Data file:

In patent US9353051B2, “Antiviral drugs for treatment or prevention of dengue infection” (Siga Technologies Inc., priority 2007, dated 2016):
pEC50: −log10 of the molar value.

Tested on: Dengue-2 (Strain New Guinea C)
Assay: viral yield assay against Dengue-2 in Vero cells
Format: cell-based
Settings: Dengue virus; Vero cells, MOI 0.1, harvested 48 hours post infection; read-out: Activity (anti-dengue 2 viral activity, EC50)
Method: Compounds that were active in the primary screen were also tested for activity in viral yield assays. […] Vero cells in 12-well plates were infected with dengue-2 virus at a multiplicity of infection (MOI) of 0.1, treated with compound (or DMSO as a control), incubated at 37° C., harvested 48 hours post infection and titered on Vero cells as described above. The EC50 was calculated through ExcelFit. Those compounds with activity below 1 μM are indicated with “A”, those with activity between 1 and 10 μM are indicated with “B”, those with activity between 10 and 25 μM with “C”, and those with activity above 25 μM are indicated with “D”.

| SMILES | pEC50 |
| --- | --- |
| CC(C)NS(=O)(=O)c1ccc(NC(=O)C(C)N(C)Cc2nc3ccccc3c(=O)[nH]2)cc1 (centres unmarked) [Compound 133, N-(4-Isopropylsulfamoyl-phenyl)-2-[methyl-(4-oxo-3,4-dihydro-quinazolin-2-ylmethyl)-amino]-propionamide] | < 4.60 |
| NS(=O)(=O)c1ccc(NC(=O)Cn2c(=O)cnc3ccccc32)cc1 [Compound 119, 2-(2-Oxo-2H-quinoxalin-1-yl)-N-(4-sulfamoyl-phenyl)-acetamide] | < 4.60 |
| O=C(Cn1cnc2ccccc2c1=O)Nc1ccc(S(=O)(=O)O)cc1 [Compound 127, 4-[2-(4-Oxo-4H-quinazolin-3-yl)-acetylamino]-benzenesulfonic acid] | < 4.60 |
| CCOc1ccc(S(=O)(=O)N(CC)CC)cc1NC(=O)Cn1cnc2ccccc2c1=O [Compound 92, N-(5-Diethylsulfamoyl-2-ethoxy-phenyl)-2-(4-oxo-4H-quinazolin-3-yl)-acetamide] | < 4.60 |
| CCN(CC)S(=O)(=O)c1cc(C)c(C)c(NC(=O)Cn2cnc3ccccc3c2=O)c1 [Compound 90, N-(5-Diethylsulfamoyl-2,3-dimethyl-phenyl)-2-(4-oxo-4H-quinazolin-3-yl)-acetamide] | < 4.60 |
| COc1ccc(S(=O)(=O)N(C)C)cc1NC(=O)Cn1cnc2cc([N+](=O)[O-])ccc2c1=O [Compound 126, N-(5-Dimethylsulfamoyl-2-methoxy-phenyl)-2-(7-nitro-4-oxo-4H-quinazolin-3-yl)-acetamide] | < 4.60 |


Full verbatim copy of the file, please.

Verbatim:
In patent US9353051B2, “Antiviral drugs for treatment or prevention of dengue infection” (Siga Technologies Inc., priority 2007, dated 2016):
pEC50: −log10 of the molar value.

Tested on: Dengue-2 (Strain New Guinea C)
Assay: viral yield assay against Dengue-2 in Vero cells
Format: cell-based
Settings: Dengue virus; Vero cells, MOI 0.1, harvested 48 hours post infection; read-out: Activity (anti-dengue 2 viral activity, EC50)
Method: Compounds that were active in the primary screen were also tested for activity in viral yield assays. […] Vero cells in 12-well plates were infected with dengue-2 virus at a multiplicity of infection (MOI) of 0.1, treated with compound (or DMSO as a control), incubated at 37° C., harvested 48 hours post infection and titered on Vero cells as described above. The EC50 was calculated through ExcelFit. Those compounds with activity below 1 μM are indicated with “A”, those with activity between 1 and 10 μM are indicated with “B”, those with activity between 10 and 25 μM with “C”, and those with activity above 25 μM are indicated with “D”.

| SMILES | pEC50 |
| --- | --- |
| CC(C)NS(=O)(=O)c1ccc(NC(=O)C(C)N(C)Cc2nc3ccccc3c(=O)[nH]2)cc1 (centres unmarked) [Compound 133, N-(4-Isopropylsulfamoyl-phenyl)-2-[methyl-(4-oxo-3,4-dihydro-quinazolin-2-ylmethyl)-amino]-propionamide] | < 4.60 |
| NS(=O)(=O)c1ccc(NC(=O)Cn2c(=O)cnc3ccccc32)cc1 [Compound 119, 2-(2-Oxo-2H-quinoxalin-1-yl)-N-(4-sulfamoyl-phenyl)-acetamide] | < 4.60 |
| O=C(Cn1cnc2ccccc2c1=O)Nc1ccc(S(=O)(=O)O)cc1 [Compound 127, 4-[2-(4-Oxo-4H-quinazolin-3-yl)-acetylamino]-benzenesulfonic acid] | < 4.60 |
| CCOc1ccc(S(=O)(=O)N(CC)CC)cc1NC(=O)Cn1cnc2ccccc2c1=O [Compound 92, N-(5-Diethylsulfamoyl-2-ethoxy-phenyl)-2-(4-oxo-4H-quinazolin-3-yl)-acetamide] | < 4.60 |
| CCN(CC)S(=O)(=O)c1cc(C)c(C)c(NC(=O)Cn2cnc3ccccc3c2=O)c1 [Compound 90, N-(5-Diethylsulfamoyl-2,3-dimethyl-phenyl)-2-(4-oxo-4H-quinazolin-3-yl)-acetamide] | < 4.60 |
| COc1ccc(S(=O)(=O)N(C)C)cc1NC(=O)Cn1cnc2cc([N+](=O)[O-])ccc2c1=O [Compound 126, N-(5-Dimethylsulfamoyl-2-methoxy-phenyl)-2-(7-nitro-4-oxo-4H-quinazolin-3-yl)-acetamide] | < 4.60 |